The conversation then became a discourse on the history and culture of baseball and how the game has degenerated into nothing more than a bunch of spoiled cartoon characters (commissioner, players, owners and agents) who have little regard for the game and even less for the fans. We all yearned for the time when it was a game.
My mother, Nadine, listening on the periphery as she tended her two-year-old granddaughter, made a comment about “those old bats.”
Almost in unison, my brother Jim and I asked, “What ever happened to those bats!?”
Almost in unison, my brother Jim and I asked, “What ever happened to those bats!?”
Mom replied that she had packed them up in a refrigerator box sometime in the early ’60s and had the movers put them “somewhere” in the garage after relocating to Florida from St. Louis in 1985.
Neither my brother nor I had seen those bats in more than 40 years, but we remembered vividly when they adorned the tavern walls on Sullivan Avenue. Our curiosity led us to agree to head over to our parent’s house early the next morning to check it out.
‘OH MY GOD!’
Upon arriving the following morning, Mom had coffee ready, but we made a beeline for the garage. The area was more of a storage room than a garage. The roll-up door hadn’t been open for at least 15 years and, to our chagrin, the single light fixture was out of order.
The bat box was bound by twine and dried-out masking tape. While cutting the twine and ripping away what was left of the tape holding the box closed, by the dull light of a single flashlight, we joked that this must have been what it was like for Howard Carter when he discovered King Tut’s tomb deep inside the Egyptian desert.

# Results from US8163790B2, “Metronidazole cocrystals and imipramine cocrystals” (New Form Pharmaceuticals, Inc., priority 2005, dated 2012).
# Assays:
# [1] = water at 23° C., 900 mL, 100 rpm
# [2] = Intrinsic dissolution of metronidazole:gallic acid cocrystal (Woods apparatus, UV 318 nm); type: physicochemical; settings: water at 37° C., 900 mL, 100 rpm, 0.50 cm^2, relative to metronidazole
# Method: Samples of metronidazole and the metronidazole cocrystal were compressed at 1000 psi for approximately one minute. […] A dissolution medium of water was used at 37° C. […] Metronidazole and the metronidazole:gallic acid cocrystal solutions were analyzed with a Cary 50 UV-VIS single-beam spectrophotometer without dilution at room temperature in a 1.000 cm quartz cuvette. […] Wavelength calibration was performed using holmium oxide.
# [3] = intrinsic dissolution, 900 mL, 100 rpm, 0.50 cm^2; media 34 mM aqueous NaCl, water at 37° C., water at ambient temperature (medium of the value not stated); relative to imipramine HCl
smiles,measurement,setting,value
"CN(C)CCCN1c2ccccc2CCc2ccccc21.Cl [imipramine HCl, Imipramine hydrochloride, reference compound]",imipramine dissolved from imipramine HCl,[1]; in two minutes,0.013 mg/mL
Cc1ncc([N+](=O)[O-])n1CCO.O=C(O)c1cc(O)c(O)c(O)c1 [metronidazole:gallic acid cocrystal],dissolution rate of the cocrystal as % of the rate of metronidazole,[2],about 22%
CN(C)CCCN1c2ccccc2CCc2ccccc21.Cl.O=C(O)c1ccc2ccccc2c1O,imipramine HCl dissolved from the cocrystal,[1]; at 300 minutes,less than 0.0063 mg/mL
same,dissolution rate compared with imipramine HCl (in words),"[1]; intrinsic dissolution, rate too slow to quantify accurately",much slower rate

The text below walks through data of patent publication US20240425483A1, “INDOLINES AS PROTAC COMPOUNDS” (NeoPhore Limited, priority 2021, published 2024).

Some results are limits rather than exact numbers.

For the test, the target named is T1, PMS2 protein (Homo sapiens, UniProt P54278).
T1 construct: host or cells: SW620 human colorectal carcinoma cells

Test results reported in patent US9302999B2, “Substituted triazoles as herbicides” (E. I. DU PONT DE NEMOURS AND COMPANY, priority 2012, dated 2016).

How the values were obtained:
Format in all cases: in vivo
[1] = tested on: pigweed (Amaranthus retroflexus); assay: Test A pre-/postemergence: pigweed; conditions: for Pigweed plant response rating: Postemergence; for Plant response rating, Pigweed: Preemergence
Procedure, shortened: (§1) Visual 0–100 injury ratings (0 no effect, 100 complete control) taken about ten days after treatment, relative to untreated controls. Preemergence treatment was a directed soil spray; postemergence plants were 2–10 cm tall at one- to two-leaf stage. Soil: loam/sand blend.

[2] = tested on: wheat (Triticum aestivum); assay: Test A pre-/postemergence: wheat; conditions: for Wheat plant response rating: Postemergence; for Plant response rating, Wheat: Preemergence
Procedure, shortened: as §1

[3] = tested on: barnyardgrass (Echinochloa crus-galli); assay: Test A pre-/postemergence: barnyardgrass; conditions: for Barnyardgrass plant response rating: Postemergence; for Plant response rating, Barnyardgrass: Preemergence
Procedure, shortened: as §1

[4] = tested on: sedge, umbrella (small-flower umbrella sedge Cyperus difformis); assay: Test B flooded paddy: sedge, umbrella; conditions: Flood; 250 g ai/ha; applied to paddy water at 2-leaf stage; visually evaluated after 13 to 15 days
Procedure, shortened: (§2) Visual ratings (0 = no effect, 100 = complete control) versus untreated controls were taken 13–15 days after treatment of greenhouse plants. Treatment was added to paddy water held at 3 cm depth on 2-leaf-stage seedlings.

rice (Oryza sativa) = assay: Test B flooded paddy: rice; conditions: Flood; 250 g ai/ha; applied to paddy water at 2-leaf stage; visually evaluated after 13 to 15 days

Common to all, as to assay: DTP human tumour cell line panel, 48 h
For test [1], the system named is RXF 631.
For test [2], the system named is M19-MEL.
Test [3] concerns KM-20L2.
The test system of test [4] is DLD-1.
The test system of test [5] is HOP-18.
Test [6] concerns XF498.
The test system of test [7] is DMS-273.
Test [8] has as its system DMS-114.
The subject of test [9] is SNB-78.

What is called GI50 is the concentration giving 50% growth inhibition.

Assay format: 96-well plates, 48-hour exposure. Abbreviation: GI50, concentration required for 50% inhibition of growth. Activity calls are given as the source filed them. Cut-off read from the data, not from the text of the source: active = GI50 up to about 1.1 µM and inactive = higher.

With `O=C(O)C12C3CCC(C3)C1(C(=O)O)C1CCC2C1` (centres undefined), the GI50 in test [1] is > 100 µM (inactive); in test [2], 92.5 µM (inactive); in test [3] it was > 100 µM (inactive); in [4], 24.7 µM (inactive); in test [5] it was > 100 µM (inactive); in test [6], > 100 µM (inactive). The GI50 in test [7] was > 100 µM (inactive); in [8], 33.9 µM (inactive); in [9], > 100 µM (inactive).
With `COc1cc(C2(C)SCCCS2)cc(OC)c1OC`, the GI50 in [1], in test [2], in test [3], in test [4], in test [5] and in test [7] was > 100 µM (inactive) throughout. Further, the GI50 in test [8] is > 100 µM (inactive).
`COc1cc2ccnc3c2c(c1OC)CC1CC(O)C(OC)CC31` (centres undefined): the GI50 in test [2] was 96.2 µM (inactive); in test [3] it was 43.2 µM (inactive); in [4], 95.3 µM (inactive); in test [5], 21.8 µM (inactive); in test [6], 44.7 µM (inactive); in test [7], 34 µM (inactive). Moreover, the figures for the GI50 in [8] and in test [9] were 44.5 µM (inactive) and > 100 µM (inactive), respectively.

Mom came up with a well-used flashlight and we started moving boxes and crates around looking for the bat box in semi-darkness. We finally uncovered the old refrigerator box behind a wall of smaller boxes and hanging clothes.
The bat box was bound by twine and dried-out masking tape.
While cutting the twine and ripping away what was left of the tape holding the box closed, by the dull light of a single flashlight, we joked that this must have been what it was like for Howard Carter when he discovered King Tut’s tomb deep inside the Egyptian desert.
Jim pulled the well-packed bats out of their container one at a time, and in the darkened garage, he passed them to me over the wall of boxes to take inventory.
I was stunned.
Mom, hearing the ruckus, stuck her head in the garage to see if everything was OK.
After a cursory, but high-spirited inspection of several bats, we quickly decided it was too dark in the garage to give our rediscovered treasures the proper examination they deserved.
INTO THE LIGHT
It was out of the question to move the entire box, because it was much too bulky, so we brought them into Mom and Dad’s sun-drenched Florida Room two at a time until 42 bats were lying in neat rows on the floor – labels up.
Dad, just arising, walked into the room, coffee in hand, and surveyed the bats.
“I see you guys didn’t waste any time,” he said.
As my brother and I gave him a briefing about our “who’s who” lineup of ’50s baseball, he reached down and picked up “The Man’s” bat – the only unbroken one in the lot.
“I remember when Freddie brought this bat over to the saloon,” he said. “This is a bat Musial used the day he hit five home runs.”
Freddie Buchholtz was the Cardinal batboy that day more than 60 years ago when Musial hit five home runs during a doubleheader, and Dad knew him well through his longtime connections at the ballpark and the tavern.